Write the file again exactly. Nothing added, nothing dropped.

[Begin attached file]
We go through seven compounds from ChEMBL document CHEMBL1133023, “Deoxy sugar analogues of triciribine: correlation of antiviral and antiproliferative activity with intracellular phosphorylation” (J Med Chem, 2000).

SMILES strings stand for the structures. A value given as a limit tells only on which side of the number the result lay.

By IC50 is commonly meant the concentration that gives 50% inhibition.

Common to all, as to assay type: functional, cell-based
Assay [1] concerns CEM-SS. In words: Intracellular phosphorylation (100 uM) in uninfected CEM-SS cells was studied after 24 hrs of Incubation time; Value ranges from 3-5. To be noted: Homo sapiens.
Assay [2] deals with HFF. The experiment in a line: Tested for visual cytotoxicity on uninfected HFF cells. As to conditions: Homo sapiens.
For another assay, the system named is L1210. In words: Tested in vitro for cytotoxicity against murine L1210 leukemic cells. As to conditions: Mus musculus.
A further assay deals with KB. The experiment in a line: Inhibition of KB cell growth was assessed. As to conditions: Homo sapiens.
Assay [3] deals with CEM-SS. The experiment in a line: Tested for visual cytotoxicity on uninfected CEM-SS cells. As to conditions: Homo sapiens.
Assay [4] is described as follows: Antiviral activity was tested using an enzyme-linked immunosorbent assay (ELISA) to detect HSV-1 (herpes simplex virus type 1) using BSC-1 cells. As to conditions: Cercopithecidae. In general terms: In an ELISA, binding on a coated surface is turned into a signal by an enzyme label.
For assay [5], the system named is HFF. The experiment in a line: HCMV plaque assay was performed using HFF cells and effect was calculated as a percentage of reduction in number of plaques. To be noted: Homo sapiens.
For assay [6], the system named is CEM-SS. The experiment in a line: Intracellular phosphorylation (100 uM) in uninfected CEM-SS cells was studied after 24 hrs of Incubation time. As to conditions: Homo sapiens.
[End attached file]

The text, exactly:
We go through seven compounds from ChEMBL document CHEMBL1133023, “Deoxy sugar analogues of triciribine: correlation of antiviral and antiproliferative activity with intracellular phosphorylation” (J Med Chem, 2000).

SMILES strings stand for the structures. A value given as a limit tells only on which side of the number the result lay.

By IC50 is commonly meant the concentration that gives 50% inhibition.

Common to all, as to assay type: functional, cell-based
Assay [1] concerns CEM-SS. In words: Intracellular phosphorylation (100 uM) in uninfected CEM-SS cells was studied after 24 hrs of Incubation time; Value ranges from 3-5. To be noted: Homo sapiens.
Assay [2] deals with HFF. The experiment in a line: Tested for visual cytotoxicity on uninfected HFF cells. As to conditions: Homo sapiens.
For another assay, the system named is L1210. In words: Tested in vitro for cytotoxicity against murine L1210 leukemic cells. As to conditions: Mus musculus.
A further assay deals with KB. The experiment in a line: Inhibition of KB cell growth was assessed. As to conditions: Homo sapiens.
Assay [3] deals with CEM-SS. The experiment in a line: Tested for visual cytotoxicity on uninfected CEM-SS cells. As to conditions: Homo sapiens.
Assay [4] is described as follows: Antiviral activity was tested using an enzyme-linked immunosorbent assay (ELISA) to detect HSV-1 (herpes simplex virus type 1) using BSC-1 cells. As to conditions: Cercopithecidae. In general terms: In an ELISA, binding on a coated surface is turned into a signal by an enzyme label.
For assay [5], the system named is HFF. The experiment in a line: HCMV plaque assay was performed using HFF cells and effect was calculated as a percentage of reduction in number of plaques. To be noted: Homo sapiens.
For assay [6], the system named is CEM-SS. The experiment in a line: Intracellular phosphorylation (100 uM) in uninfected CEM-SS cells was studied after 24 hrs of Incubation time. As to conditions: Homo sapiens.